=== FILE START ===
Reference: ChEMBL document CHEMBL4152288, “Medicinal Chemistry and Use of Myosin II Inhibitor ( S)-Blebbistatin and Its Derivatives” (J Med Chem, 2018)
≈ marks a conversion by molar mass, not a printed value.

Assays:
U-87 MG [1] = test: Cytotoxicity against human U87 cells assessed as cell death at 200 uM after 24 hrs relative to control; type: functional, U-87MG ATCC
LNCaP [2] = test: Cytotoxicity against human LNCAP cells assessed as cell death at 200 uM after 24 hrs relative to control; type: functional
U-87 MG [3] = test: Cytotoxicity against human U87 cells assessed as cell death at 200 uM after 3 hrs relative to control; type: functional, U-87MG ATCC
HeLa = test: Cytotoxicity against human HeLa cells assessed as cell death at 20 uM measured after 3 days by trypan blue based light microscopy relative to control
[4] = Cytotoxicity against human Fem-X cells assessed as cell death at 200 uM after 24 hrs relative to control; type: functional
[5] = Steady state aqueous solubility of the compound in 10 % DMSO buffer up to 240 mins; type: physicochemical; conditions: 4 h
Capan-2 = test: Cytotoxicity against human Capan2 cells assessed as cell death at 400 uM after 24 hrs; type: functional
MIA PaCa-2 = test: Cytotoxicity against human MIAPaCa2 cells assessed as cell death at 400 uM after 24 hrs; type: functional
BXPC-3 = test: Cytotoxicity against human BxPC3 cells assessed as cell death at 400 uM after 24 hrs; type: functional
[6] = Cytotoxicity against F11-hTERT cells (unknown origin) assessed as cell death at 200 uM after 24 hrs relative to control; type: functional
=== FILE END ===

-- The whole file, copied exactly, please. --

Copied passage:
Reference: ChEMBL document CHEMBL4152288, “Medicinal Chemistry and Use of Myosin II Inhibitor ( S)-Blebbistatin and Its Derivatives” (J Med Chem, 2018)
≈ marks a conversion by molar mass, not a printed value.

Assays:
U-87 MG [1] = test: Cytotoxicity against human U87 cells assessed as cell death at 200 uM after 24 hrs relative to control; type: functional, U-87MG ATCC
LNCaP [2] = test: Cytotoxicity against human LNCAP cells assessed as cell death at 200 uM after 24 hrs relative to control; type: functional
U-87 MG [3] = test: Cytotoxicity against human U87 cells assessed as cell death at 200 uM after 3 hrs relative to control; type: functional, U-87MG ATCC
HeLa = test: Cytotoxicity against human HeLa cells assessed as cell death at 20 uM measured after 3 days by trypan blue based light microscopy relative to control
[4] = Cytotoxicity against human Fem-X cells assessed as cell death at 200 uM after 24 hrs relative to control; type: functional
[5] = Steady state aqueous solubility of the compound in 10 % DMSO buffer up to 240 mins; type: physicochemical; conditions: 4 h
Capan-2 = test: Cytotoxicity against human Capan2 cells assessed as cell death at 400 uM after 24 hrs; type: functional
MIA PaCa-2 = test: Cytotoxicity against human MIAPaCa2 cells assessed as cell death at 400 uM after 24 hrs; type: functional
BXPC-3 = test: Cytotoxicity against human BxPC3 cells assessed as cell death at 400 uM after 24 hrs; type: functional
[6] = Cytotoxicity against F11-hTERT cells (unknown origin) assessed as cell death at 200 uM after 24 hrs relative to control; type: functional